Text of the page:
By Robert Horton Herald Movie Critic
It’s not always easy to judge, let alone recommend, movies are intended for a tiny cult of potential viewers. But on its own terms, “The FP,” a low-budget slice of nonsense, succeeds almost completely.
Although it’s not set in the past, the film looks and feels like one of the zillions of cheapjack 1980s and ’90s movies that cluttered the cable airwaves for years and influenced a generation of young minds.
In the rundown town of Frazier Park (inevitably, “the FP” in pseudo-street parlance), rival street gangs gather to face off in dramatic competition involving a video game/dance contest called Beat-Beat Revelation.
If that doesn’t ring a bell, let’s just say the game looks suspiciously similar to Dance Dance Revolution, the video game/dance contest that became a phenomenon after being introduced in the late 1990s. You know the one: You watch a screen, stand on a platform, and stomp on colored panels at exactly the right moment in the music.
The ridiculousness of this premise comes close to the actual craziness of the plotlines of real movies. Plus, we’ve got a hero (co-director Jason Trost) who walks around with an eyepatch, like Kurt Russell in “Escape From New York,” and villains with totally rad headbands and gold chains.
Trost and his brother Brandon (an experienced cinematographer) know their references. They’ve got story beats (and even camera angles) that absolutely capture this particular brand of rancid, violent, sexist movie. And yet the up-to-date language — profane and obnoxious to a fault — reminds us that this isn’t just a re-creation, but an odd hybrid.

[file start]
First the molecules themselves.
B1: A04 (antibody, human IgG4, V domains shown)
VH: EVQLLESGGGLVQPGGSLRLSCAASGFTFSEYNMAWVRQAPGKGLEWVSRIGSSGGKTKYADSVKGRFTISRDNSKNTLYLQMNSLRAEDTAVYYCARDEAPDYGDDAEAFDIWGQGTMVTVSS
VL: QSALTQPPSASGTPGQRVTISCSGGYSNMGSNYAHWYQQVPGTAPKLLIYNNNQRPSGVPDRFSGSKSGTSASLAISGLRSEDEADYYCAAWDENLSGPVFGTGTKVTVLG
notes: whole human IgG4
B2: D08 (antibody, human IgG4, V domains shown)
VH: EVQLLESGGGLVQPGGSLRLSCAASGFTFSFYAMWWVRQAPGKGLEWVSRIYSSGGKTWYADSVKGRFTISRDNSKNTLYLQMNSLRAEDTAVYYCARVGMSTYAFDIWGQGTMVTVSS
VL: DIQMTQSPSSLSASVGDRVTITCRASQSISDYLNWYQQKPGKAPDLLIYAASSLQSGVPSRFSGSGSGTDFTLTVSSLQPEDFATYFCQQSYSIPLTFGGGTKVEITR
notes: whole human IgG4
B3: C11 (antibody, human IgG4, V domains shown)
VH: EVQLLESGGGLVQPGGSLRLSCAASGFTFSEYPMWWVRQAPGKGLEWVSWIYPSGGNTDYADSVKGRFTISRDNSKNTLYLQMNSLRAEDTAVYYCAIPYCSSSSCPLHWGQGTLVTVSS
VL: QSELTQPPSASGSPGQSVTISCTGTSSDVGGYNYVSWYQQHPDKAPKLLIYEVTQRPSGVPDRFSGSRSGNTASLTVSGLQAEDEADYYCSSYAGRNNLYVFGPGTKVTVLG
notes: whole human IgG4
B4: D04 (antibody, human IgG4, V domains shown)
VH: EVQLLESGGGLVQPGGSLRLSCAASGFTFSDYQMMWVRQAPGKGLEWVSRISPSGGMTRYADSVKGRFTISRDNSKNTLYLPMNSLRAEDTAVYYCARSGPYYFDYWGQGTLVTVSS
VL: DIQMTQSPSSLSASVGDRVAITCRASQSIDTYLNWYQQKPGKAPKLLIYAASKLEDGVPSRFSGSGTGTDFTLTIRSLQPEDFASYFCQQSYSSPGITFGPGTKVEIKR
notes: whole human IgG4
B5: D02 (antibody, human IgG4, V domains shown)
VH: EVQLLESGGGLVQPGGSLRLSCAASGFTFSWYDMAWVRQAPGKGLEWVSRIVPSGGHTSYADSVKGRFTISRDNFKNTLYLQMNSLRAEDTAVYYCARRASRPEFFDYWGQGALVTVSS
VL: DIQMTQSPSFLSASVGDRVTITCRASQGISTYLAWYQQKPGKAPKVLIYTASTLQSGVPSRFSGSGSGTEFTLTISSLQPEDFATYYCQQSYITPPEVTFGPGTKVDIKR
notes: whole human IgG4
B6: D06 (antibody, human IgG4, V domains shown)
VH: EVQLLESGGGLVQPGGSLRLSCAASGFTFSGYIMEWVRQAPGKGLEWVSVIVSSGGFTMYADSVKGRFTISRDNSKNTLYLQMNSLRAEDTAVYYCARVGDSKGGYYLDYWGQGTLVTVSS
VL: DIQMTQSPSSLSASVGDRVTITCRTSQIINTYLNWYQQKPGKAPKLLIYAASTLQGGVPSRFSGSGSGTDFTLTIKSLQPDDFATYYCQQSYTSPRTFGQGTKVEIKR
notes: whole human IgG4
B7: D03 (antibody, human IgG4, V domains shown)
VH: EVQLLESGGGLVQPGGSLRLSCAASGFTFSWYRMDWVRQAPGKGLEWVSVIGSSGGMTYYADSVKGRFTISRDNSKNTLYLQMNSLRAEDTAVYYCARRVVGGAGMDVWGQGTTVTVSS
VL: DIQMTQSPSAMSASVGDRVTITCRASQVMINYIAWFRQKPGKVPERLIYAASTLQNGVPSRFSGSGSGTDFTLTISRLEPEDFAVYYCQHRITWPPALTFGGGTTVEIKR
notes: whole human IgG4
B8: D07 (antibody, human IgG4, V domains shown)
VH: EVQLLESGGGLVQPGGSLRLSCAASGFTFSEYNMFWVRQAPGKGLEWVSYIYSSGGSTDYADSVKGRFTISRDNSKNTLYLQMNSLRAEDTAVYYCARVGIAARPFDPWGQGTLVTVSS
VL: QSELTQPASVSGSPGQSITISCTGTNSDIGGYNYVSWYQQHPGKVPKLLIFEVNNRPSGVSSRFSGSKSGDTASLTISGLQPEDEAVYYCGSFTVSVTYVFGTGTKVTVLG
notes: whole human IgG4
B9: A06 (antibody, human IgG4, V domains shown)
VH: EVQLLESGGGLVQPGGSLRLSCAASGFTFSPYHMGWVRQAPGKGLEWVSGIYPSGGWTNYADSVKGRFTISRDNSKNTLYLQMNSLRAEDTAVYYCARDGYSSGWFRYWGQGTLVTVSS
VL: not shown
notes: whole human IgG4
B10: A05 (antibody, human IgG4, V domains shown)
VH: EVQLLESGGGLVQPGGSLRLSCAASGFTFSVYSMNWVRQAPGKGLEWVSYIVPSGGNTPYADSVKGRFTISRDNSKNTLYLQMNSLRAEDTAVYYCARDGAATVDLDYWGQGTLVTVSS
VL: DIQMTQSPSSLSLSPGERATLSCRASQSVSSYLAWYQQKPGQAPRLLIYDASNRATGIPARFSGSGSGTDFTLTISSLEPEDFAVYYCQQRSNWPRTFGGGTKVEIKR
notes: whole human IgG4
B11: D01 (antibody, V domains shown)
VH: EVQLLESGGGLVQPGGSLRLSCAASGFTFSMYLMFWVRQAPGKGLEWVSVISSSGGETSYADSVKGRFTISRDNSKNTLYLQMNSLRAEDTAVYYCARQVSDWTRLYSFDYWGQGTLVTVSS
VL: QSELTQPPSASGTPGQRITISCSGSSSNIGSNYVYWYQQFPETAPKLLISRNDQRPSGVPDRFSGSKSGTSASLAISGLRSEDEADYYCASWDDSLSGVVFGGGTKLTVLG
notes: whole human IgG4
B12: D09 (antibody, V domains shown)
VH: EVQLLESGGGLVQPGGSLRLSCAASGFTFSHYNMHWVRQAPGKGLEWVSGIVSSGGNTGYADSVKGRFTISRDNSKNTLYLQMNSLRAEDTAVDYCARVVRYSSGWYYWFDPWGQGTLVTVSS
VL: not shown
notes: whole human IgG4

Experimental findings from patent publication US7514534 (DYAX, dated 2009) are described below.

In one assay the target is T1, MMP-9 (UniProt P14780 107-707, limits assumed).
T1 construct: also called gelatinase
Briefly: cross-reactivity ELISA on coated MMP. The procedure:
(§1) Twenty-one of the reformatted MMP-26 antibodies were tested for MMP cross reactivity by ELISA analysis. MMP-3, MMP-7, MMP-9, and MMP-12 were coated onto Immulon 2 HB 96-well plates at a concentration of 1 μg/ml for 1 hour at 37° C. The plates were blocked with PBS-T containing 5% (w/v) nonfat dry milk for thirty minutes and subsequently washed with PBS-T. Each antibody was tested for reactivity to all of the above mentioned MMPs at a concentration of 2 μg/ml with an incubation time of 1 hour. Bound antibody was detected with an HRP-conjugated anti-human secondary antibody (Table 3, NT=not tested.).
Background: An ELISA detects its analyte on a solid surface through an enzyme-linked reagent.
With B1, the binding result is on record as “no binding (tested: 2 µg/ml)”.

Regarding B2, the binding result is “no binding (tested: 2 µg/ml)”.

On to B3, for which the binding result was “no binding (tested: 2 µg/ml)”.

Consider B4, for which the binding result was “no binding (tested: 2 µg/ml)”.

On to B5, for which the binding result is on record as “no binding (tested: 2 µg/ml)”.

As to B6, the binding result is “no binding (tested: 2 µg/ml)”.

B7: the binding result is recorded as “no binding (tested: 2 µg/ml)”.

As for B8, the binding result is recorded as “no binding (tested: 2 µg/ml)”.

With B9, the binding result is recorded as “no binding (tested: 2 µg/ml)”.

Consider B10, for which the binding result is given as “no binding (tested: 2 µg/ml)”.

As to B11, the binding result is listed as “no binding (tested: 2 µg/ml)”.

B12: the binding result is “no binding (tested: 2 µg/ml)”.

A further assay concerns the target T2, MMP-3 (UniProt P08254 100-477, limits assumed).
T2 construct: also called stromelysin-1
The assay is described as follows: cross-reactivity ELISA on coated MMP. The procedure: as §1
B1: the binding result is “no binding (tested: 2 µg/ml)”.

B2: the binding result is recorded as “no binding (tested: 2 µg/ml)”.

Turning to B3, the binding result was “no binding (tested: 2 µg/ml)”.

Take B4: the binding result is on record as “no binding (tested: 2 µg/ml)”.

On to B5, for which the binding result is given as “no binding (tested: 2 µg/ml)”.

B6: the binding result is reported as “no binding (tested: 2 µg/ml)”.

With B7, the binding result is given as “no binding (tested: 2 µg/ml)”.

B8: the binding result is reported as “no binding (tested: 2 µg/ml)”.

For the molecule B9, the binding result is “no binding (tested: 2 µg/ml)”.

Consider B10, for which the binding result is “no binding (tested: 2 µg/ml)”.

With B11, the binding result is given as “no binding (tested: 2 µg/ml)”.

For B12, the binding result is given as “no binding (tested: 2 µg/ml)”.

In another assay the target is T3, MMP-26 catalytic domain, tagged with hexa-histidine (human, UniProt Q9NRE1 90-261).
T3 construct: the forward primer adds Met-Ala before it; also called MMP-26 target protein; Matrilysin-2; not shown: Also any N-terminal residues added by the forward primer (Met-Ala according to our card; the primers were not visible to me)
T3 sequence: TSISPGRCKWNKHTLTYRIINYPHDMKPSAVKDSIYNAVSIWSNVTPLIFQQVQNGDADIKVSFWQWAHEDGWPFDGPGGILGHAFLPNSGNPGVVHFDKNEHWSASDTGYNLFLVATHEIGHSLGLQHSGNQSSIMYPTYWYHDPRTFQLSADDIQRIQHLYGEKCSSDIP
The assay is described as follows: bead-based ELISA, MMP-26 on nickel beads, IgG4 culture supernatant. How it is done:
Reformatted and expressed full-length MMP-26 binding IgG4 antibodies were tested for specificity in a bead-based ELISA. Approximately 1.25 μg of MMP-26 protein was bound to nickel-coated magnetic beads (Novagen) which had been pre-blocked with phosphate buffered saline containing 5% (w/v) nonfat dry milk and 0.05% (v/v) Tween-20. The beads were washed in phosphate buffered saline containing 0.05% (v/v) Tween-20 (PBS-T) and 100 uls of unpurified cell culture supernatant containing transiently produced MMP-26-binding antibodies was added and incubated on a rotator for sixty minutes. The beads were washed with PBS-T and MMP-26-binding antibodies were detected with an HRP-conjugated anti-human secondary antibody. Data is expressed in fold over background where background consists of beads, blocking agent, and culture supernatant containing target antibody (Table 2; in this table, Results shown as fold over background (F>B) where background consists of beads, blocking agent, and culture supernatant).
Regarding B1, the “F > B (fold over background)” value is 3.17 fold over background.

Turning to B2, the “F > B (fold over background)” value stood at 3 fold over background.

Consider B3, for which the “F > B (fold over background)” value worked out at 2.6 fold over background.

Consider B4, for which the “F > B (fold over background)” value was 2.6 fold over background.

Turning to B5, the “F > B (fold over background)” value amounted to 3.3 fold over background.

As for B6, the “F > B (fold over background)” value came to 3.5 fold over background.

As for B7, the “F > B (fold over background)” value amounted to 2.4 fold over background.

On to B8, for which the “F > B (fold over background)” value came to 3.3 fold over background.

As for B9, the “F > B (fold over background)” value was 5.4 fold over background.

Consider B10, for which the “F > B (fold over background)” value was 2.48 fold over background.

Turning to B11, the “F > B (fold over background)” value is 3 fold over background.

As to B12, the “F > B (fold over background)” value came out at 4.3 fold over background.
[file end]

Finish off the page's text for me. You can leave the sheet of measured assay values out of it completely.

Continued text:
That language, peppered with an almost constant use of the f-word, doesn’t just send up movies but an entire street lingo that sounds really dumb when you string a bunch of it back to back. In one moment of heartfelt sincerity, the leading lady (dynamic Caitlyn Folley) declares to the hero, “I wanted to tell you, you’ve always been more than a slash on my list, yo. I mean, for reals.”
As soon as you’ve finished weeping from that touching moment, “The FP” offers up the kind of training montage — complete with terrible music — that became obligatory in the post-“Rocky” era. Good stuff.
In short, no cliche is left unturned. And for the one-tenth of one percent of the audience that will savor these gags, this movie is going to look pretty funny. Nobody else should go near it, but that’s all right. It’s not for them, anyway.
“The FP” (3½ stars)
A low-budget parody of a certain kind of really awful 1980s/’90s-style gang-turf movie, with rivals competing at a particularly silly kind of video game that strongly resembles Dance Dance Revolution. The makers of this profane nonsense really know their references, and for the small band of cultists who will savor the clichés, the movie’s going to be pretty funny.
Rated: Not rated; probably R for language, violence, nudity.
Showing: SIFF Film Center.